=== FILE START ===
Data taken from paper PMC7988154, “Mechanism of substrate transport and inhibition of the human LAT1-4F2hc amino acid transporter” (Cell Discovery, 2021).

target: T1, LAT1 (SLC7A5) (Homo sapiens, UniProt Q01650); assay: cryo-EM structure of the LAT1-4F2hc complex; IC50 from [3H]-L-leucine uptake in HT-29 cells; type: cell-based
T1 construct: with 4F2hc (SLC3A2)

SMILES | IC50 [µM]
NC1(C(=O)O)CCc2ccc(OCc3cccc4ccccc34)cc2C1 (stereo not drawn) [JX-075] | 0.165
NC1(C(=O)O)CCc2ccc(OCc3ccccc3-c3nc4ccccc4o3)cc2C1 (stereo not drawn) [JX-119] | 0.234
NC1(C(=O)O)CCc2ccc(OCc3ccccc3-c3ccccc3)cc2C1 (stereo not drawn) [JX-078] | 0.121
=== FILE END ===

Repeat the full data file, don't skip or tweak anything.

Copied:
Data taken from paper PMC7988154, “Mechanism of substrate transport and inhibition of the human LAT1-4F2hc amino acid transporter” (Cell Discovery, 2021).

target: T1, LAT1 (SLC7A5) (Homo sapiens, UniProt Q01650); assay: cryo-EM structure of the LAT1-4F2hc complex; IC50 from [3H]-L-leucine uptake in HT-29 cells; type: cell-based
T1 construct: with 4F2hc (SLC3A2)

SMILES | IC50 [µM]
NC1(C(=O)O)CCc2ccc(OCc3cccc4ccccc34)cc2C1 (stereo not drawn) [JX-075] | 0.165
NC1(C(=O)O)CCc2ccc(OCc3ccccc3-c3nc4ccccc4o3)cc2C1 (stereo not drawn) [JX-119] | 0.234
NC1(C(=O)O)CCc2ccc(OCc3ccccc3-c3ccccc3)cc2C1 (stereo not drawn) [JX-078] | 0.121